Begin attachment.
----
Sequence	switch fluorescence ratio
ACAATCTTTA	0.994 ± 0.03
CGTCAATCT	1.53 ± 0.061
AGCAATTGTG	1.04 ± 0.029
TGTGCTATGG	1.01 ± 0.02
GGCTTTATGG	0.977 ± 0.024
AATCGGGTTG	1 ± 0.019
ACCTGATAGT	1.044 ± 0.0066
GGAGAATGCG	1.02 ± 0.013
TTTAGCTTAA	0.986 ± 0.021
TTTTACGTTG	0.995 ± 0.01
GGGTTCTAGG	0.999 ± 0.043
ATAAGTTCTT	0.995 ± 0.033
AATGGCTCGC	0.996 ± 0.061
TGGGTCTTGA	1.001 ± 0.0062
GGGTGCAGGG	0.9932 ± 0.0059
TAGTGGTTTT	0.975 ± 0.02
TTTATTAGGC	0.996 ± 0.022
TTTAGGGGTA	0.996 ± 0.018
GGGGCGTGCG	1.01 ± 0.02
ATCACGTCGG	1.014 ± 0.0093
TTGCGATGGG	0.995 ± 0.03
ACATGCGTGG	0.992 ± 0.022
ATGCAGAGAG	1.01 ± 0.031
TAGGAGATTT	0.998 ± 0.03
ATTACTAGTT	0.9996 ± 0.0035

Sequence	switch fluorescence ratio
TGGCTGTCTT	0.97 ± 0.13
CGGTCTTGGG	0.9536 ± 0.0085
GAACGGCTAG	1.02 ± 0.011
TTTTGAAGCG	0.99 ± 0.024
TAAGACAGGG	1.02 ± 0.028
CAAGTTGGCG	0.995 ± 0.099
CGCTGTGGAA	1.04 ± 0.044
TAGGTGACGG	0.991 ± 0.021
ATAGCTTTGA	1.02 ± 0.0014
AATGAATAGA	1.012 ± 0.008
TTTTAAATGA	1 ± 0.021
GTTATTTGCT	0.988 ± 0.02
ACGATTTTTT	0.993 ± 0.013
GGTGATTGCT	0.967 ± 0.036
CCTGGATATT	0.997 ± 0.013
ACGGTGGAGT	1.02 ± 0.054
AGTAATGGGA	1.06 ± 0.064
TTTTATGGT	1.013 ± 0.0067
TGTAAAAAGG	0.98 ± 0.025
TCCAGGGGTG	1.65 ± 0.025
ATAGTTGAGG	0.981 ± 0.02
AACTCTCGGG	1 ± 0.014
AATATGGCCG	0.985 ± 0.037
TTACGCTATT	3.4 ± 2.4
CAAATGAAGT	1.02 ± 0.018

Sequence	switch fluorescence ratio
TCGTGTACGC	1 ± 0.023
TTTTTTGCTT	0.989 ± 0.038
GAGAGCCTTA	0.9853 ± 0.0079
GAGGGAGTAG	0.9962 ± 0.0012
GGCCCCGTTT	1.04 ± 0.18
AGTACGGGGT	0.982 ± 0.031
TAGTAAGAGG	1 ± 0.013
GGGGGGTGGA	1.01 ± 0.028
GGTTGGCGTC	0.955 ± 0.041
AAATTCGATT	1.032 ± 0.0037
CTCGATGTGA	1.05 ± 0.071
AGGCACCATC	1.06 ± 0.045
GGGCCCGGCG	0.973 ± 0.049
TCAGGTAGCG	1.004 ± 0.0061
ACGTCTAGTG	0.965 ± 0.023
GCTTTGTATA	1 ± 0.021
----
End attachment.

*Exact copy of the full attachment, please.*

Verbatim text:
Sequence	switch fluorescence ratio
ACAATCTTTA	0.994 ± 0.03
CGTCAATCT	1.53 ± 0.061
AGCAATTGTG	1.04 ± 0.029
TGTGCTATGG	1.01 ± 0.02
GGCTTTATGG	0.977 ± 0.024
AATCGGGTTG	1 ± 0.019
ACCTGATAGT	1.044 ± 0.0066
GGAGAATGCG	1.02 ± 0.013
TTTAGCTTAA	0.986 ± 0.021
TTTTACGTTG	0.995 ± 0.01
GGGTTCTAGG	0.999 ± 0.043
ATAAGTTCTT	0.995 ± 0.033
AATGGCTCGC	0.996 ± 0.061
TGGGTCTTGA	1.001 ± 0.0062
GGGTGCAGGG	0.9932 ± 0.0059
TAGTGGTTTT	0.975 ± 0.02
TTTATTAGGC	0.996 ± 0.022
TTTAGGGGTA	0.996 ± 0.018
GGGGCGTGCG	1.01 ± 0.02
ATCACGTCGG	1.014 ± 0.0093
TTGCGATGGG	0.995 ± 0.03
ACATGCGTGG	0.992 ± 0.022
ATGCAGAGAG	1.01 ± 0.031
TAGGAGATTT	0.998 ± 0.03
ATTACTAGTT	0.9996 ± 0.0035

Sequence	switch fluorescence ratio
TGGCTGTCTT	0.97 ± 0.13
CGGTCTTGGG	0.9536 ± 0.0085
GAACGGCTAG	1.02 ± 0.011
TTTTGAAGCG	0.99 ± 0.024
TAAGACAGGG	1.02 ± 0.028
CAAGTTGGCG	0.995 ± 0.099
CGCTGTGGAA	1.04 ± 0.044
TAGGTGACGG	0.991 ± 0.021
ATAGCTTTGA	1.02 ± 0.0014
AATGAATAGA	1.012 ± 0.008
TTTTAAATGA	1 ± 0.021
GTTATTTGCT	0.988 ± 0.02
ACGATTTTTT	0.993 ± 0.013
GGTGATTGCT	0.967 ± 0.036
CCTGGATATT	0.997 ± 0.013
ACGGTGGAGT	1.02 ± 0.054
AGTAATGGGA	1.06 ± 0.064
TTTTATGGT	1.013 ± 0.0067
TGTAAAAAGG	0.98 ± 0.025
TCCAGGGGTG	1.65 ± 0.025
ATAGTTGAGG	0.981 ± 0.02
AACTCTCGGG	1 ± 0.014
AATATGGCCG	0.985 ± 0.037
TTACGCTATT	3.4 ± 2.4
CAAATGAAGT	1.02 ± 0.018

Sequence	switch fluorescence ratio
TCGTGTACGC	1 ± 0.023
TTTTTTGCTT	0.989 ± 0.038
GAGAGCCTTA	0.9853 ± 0.0079
GAGGGAGTAG	0.9962 ± 0.0012
GGCCCCGTTT	1.04 ± 0.18
AGTACGGGGT	0.982 ± 0.031
TAGTAAGAGG	1 ± 0.013
GGGGGGTGGA	1.01 ± 0.028
GGTTGGCGTC	0.955 ± 0.041
AAATTCGATT	1.032 ± 0.0037
CTCGATGTGA	1.05 ± 0.071
AGGCACCATC	1.06 ± 0.045
GGGCCCGGCG	0.973 ± 0.049
TCAGGTAGCG	1.004 ± 0.0061
ACGTCTAGTG	0.965 ± 0.023
GCTTTGTATA	1 ± 0.021